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Author Steenweg, R.J.; Hennin, H.L.; Bêty, J.; Gilchrist, H.G.; Williams, T.D.; Crossin, G.T.; Love, O.P. url  openurl
  Title Sources of diel variation in energetic physiology in an Arctic-breeding, diving seaduck Type Journal Article
  Year 2015 Publication Abbreviated Journal General and Comparative Endocrinology  
  Volume 216 Issue Pages 39-45  
  Keywords Arctic; Corticosterone; Diel rhythm; Energetic physiology; Sea duck; Triglyceride  
  Abstract Diel variation in baseline glucocorticoid (GC) secretion influences energetics and foraging behaviors. In temperate breeding, diurnal vertebrates, studies have shown that daily patterns of baseline GC secretion are influenced by environmental photoperiod, with baseline GCs peaking prior to sunrise to stimulate waking and foraging behaviors. Measures of physiological energy acquisition are also expected to peak in response to foraging activity, but their relationship to GC levels have not been well studied. In contrast to temperate breeding species, virtually nothing is known about diel GC and energetic metabolite secretion in Arctic breeding species, which experience almost constant photoperiods in spring and summer. Using a ten-year dataset, we examined the daily, 24-h pattern of baseline corticosterone (CORT) and triglyceride (TRIG) secretion in approximately 800 female pre-breeding Arctic-nesting common eiders (. Somateria mollissima). We related these traits to environmental photoperiod and to tidal cycle. In contrast to temperate breeding species, we found that that neither time of day nor tidal trend predicted diel variation in CORT or TRIG secretion in Arctic-breeding eiders. Given the narrow window of opportunity for breeding in polar regions, we suggest that eiders must decouple their daily foraging activity from light and tidal cycles if they are to accrue sufficient energy for successful breeding. As CORT is known to influence foraging behavior, the absence of a distinct diel pattern of CORT secretion may therefore be an adaptation to optimize reproductive investment and likelihood for success in some polar-breeding species. © 2015 Elsevier Inc.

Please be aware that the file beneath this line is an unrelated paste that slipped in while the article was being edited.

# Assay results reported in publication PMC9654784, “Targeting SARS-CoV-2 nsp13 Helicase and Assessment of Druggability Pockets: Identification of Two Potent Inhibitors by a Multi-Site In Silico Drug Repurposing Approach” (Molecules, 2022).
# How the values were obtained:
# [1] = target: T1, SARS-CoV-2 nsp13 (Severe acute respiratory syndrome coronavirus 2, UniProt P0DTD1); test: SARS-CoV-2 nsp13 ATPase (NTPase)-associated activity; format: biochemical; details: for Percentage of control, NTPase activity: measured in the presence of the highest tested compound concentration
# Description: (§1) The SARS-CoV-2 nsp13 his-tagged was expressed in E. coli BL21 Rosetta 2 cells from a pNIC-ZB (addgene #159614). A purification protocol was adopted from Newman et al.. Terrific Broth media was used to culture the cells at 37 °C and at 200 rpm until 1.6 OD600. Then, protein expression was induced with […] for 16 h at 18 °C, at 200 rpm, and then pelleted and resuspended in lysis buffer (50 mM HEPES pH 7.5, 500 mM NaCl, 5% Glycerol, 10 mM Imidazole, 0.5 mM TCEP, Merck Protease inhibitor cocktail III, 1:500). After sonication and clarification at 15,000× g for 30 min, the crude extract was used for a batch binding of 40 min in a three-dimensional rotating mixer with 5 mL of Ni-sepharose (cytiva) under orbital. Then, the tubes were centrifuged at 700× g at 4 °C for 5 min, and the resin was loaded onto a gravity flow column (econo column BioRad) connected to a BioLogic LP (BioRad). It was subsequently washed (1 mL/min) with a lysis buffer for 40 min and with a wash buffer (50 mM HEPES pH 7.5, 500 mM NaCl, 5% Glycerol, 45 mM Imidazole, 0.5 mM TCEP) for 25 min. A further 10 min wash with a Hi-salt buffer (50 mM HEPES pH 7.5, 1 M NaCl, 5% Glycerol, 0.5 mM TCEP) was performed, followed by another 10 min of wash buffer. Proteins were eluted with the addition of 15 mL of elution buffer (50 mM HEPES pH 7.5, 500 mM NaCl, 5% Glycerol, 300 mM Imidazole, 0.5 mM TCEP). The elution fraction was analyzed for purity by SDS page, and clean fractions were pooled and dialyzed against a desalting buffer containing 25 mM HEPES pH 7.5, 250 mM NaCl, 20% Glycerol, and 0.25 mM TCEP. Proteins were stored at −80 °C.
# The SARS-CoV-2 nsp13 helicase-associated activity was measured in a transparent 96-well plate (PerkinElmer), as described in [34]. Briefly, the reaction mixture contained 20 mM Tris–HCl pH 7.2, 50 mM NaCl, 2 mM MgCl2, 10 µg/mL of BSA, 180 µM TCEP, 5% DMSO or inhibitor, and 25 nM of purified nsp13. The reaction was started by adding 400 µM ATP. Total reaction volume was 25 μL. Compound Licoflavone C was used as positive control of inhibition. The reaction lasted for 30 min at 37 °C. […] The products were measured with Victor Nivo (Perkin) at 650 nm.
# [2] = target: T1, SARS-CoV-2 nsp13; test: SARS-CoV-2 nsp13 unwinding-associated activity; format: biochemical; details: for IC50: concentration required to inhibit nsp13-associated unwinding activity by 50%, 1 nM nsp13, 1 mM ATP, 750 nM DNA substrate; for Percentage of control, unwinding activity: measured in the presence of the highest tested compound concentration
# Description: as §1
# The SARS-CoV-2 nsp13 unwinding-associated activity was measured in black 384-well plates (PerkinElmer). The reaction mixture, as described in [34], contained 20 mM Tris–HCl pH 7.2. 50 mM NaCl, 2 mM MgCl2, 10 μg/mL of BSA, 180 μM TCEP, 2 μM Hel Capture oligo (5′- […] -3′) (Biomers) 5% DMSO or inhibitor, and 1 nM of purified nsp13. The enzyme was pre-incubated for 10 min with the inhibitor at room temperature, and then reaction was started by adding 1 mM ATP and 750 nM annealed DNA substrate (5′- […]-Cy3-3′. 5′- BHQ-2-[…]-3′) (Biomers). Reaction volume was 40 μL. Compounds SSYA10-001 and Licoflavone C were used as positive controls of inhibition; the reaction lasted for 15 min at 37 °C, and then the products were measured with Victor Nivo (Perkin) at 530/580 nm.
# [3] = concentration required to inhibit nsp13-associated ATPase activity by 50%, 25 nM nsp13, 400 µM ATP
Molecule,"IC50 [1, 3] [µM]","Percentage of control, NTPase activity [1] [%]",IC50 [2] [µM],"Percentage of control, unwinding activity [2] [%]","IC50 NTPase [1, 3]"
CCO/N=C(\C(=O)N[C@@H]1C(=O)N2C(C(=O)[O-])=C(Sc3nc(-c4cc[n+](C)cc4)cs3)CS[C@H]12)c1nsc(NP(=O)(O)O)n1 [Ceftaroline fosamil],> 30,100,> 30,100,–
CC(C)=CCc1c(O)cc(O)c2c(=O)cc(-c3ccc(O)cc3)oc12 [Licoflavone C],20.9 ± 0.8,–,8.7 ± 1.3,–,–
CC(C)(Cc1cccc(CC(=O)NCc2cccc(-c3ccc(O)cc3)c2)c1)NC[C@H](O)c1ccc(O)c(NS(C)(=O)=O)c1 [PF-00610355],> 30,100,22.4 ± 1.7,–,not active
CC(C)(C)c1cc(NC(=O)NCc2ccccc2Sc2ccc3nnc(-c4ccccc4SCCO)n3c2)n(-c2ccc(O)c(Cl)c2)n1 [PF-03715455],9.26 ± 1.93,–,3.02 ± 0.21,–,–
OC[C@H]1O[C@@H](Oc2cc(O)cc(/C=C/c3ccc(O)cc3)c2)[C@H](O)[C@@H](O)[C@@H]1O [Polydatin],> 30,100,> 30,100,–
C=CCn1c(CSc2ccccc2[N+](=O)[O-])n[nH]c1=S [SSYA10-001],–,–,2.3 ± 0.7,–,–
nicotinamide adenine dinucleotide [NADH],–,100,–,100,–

Address Simon Fraser University, Burnaby, BC, Canada  
  Corporate Author Thesis  
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  ISSN ISBN Medium (up)  
  Area Expedition Conference  
  Notes Export Date: 17 March 2016 Approved no  
  Call Number McgGll @ elizabethburgess @ Serial 42530  
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